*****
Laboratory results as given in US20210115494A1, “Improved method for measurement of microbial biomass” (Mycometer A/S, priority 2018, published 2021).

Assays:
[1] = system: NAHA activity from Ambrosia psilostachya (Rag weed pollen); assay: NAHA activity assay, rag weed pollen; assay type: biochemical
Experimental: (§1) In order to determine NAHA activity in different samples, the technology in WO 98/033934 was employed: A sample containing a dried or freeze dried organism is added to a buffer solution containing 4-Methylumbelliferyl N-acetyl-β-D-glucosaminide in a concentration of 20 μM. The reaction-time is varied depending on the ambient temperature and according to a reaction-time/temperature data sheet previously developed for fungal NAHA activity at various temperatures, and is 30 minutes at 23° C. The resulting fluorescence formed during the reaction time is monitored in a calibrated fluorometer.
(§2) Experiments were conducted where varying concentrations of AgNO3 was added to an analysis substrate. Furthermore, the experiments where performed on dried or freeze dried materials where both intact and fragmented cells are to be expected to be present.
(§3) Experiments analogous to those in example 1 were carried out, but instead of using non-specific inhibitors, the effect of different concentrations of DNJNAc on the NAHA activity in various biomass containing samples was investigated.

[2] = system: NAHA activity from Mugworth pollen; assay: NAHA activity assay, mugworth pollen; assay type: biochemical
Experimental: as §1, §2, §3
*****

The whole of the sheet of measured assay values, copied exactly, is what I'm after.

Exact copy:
Laboratory results as given in US20210115494A1, “Improved method for measurement of microbial biomass” (Mycometer A/S, priority 2018, published 2021).

Assays:
[1] = system: NAHA activity from Ambrosia psilostachya (Rag weed pollen); assay: NAHA activity assay, rag weed pollen; assay type: biochemical
Experimental: (§1) In order to determine NAHA activity in different samples, the technology in WO 98/033934 was employed: A sample containing a dried or freeze dried organism is added to a buffer solution containing 4-Methylumbelliferyl N-acetyl-β-D-glucosaminide in a concentration of 20 μM. The reaction-time is varied depending on the ambient temperature and according to a reaction-time/temperature data sheet previously developed for fungal NAHA activity at various temperatures, and is 30 minutes at 23° C. The resulting fluorescence formed during the reaction time is monitored in a calibrated fluorometer.
(§2) Experiments were conducted where varying concentrations of AgNO3 was added to an analysis substrate. Furthermore, the experiments where performed on dried or freeze dried materials where both intact and fragmented cells are to be expected to be present.
(§3) Experiments analogous to those in example 1 were carried out, but instead of using non-specific inhibitors, the effect of different concentrations of DNJNAc on the NAHA activity in various biomass containing samples was investigated.

[2] = system: NAHA activity from Mugworth pollen; assay: NAHA activity assay, mugworth pollen; assay type: biochemical
Experimental: as §1, §2, §3